The ideal system of healthcare would be free market capitalism approach

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11 W$ Invested 3w 18h ago
The “healthcare” policy should not be mandated as a right by government, and “healthcare” policy should be decentralized. What is healthcare ? Nobody consumes it, nor is it a right of a mankind, because it is not homogeneous. There has never existed a unit of healthcare. I believe healthcare is a clear set of commodities, goods, and services. These commodities, goods, and services should be decided upon by the individual who seeks them. For instance, laser eye surgery is a service you could purchase on the market that will improve your overall health, and so are pain relievers. Strictly speaking, there is no such thing as “healthcare”. There is only a bundle of various goods and services individuals will want to consume at varying levels due to health concern. The ideal system of healthcare would be free market capitalism approach. A system that has no interference from government subsidies and regulations, but still has great standards and abundant reach for those who require it. In theory, this system would lower cost of goods and services. Similarly, to other good and services provided in cooperative markets where subsidization, government force, and monopoly control are less prevalent( i.e. computers, software, and automobiles).
Moderators: Henryk A. Kowalczyk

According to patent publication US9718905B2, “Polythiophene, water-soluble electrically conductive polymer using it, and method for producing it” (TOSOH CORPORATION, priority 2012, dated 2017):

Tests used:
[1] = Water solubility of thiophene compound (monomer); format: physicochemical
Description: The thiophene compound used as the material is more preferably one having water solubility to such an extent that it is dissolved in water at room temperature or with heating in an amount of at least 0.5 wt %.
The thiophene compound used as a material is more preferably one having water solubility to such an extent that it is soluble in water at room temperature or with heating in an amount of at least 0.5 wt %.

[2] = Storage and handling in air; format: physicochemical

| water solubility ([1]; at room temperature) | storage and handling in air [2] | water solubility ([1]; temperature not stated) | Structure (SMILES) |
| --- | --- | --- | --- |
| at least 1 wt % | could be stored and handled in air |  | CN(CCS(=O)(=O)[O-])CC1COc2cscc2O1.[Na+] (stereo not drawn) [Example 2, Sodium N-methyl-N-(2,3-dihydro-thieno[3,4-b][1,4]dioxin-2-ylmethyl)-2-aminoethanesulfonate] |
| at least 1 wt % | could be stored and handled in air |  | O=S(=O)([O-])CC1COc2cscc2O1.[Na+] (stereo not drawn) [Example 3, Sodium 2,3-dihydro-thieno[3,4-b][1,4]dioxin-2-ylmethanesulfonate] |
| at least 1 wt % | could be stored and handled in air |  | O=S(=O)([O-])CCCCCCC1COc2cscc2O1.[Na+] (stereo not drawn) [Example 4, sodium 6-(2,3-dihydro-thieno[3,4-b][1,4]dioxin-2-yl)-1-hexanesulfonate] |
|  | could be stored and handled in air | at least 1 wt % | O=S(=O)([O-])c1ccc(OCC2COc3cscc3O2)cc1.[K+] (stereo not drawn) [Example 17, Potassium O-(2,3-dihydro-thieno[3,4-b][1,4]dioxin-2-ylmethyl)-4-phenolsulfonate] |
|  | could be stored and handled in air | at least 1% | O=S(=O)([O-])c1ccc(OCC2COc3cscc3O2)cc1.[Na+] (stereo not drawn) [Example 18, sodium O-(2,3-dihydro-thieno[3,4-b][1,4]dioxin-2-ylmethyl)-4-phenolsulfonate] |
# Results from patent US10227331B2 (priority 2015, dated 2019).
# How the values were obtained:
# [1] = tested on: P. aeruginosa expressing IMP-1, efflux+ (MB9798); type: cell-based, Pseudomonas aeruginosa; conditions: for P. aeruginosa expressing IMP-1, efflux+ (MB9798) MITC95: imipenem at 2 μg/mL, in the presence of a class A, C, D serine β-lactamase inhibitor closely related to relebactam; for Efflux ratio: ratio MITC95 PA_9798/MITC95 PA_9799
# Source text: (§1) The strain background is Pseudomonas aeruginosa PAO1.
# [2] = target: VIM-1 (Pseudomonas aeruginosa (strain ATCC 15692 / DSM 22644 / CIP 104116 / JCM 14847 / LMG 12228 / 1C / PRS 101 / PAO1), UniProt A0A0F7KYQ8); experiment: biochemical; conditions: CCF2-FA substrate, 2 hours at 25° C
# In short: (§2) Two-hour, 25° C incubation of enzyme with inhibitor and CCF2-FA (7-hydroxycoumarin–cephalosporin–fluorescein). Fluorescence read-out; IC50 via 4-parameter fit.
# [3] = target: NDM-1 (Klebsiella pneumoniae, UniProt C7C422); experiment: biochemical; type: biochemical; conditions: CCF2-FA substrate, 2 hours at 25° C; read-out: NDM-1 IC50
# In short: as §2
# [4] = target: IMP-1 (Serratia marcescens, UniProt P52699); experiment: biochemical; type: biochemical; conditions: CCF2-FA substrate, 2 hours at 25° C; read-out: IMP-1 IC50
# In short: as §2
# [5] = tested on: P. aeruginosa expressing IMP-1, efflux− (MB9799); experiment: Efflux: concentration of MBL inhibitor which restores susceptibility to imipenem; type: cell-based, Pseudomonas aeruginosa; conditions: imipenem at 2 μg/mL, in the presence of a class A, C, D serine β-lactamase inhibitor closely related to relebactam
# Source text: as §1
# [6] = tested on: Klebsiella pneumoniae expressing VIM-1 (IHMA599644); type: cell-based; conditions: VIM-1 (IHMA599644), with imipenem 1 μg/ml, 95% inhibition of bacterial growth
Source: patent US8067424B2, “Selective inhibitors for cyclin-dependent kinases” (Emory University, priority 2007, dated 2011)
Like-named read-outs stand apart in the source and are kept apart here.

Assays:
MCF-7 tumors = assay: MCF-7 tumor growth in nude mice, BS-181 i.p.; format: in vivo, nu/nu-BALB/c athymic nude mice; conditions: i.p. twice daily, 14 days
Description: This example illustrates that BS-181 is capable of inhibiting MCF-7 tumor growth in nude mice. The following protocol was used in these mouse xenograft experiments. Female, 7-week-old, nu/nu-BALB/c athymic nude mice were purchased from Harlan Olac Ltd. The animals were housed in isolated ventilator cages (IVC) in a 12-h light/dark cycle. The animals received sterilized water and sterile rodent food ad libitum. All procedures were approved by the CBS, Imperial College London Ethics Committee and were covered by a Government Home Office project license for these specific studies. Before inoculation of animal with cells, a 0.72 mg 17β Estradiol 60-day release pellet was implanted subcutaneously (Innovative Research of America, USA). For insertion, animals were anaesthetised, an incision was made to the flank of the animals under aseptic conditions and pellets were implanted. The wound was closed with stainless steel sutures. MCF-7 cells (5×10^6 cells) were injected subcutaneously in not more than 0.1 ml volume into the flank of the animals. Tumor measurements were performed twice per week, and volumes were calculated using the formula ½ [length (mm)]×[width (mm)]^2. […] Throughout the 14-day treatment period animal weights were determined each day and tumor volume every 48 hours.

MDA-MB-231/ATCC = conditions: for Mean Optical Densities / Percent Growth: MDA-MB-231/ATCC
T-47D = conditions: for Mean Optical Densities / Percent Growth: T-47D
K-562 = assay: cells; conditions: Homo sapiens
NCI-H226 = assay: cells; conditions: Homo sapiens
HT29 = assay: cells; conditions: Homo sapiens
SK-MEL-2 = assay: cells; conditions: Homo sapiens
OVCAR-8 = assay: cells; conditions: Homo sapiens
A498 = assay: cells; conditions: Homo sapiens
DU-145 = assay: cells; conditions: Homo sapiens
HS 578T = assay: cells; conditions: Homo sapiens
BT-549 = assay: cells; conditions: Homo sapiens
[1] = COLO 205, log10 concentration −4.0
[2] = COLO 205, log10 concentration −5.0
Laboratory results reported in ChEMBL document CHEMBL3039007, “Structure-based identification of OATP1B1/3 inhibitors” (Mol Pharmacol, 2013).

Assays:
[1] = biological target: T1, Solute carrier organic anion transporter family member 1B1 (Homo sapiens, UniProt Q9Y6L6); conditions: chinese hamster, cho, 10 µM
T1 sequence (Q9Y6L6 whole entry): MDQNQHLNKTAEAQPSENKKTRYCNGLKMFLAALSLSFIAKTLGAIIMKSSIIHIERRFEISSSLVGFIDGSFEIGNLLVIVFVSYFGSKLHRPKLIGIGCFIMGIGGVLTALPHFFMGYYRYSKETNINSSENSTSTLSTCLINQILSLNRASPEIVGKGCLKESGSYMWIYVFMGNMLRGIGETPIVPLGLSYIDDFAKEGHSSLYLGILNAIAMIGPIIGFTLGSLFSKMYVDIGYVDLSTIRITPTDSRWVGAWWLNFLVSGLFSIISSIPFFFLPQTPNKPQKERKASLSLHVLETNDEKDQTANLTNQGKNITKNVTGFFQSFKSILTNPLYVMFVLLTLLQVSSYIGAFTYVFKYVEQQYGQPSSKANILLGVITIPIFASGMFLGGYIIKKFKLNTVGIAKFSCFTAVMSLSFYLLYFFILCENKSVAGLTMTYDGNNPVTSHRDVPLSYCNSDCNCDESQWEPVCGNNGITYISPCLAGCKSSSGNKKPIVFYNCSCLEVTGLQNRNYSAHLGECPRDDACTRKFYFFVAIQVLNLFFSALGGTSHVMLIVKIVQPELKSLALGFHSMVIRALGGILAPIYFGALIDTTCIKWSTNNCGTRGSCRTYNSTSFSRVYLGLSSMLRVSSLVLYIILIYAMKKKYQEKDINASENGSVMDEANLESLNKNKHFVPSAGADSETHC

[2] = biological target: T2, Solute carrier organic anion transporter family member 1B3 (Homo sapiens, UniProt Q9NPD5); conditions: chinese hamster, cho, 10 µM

Last Edit: 3w 17h ago by Henryk A. Kowalczyk. Reason: Correction asked by the challenge author

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2w 15h ago
Valid arguments were presented by both sides. The core of the difference of opinion reaches beyond health care. The major disagreement is in how much government intervention in economy and in major social affairs as healthcare we need. On one side, it is a conviction that the free market can better resolve our problems than even best crafted government regulations can. This is the position of Cameron L. Williams. The strongest opposing arguments are by Fred V. Carstensen, who brings historic argument that government licensing and other regulations arrive out of necessity to address problems not resolved by the free market.
I decide to resolve this challenge as true, agreeing with the challenger, Fred V. Cameron. The main reason for this decision is that opposite side did not present sufficient opposing arguments to the claim made by Fred V. Cameron, and supported by Ron F. White, as well as by Jazmin Cortes that the free market lowers the prices and improves quality, and thus gives more people access to affordable health care.
This challenge is about one of the major disagreements among Americans. It would be unreasonable to expect that we can have it resolved in one short debate. I encourage everyone seeing shortcomings of the arguments presented here, or disagreeing with my decision, to post a new challenge addressing the same problem. Sometimes rephrasing, or narrowing the subject, can help a challenge to win.
Last Edit: 2w 15h ago by Henryk A. Kowalczyk.

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2 W$ Invested 2w 5d ago
Because of the way this conversation works, I can not build off of comments others have made. For example, a very important point emerges in another comment: the issue of professional expertise. The author seems to think that malpractice suits as well as insurance--which was not put on the table as part of this discussion--can control this. But of course those very points involve government--because we have define in law what constitutes malpractice and what evidence must come forward to support such a conclusion, and I assume the author understands that insurance companies are typically regulated/audited because they sell something that they don't actually have to deliver. There is a long history of insurance companies both refusing to pay claims or just absconding with the accumulated premiums.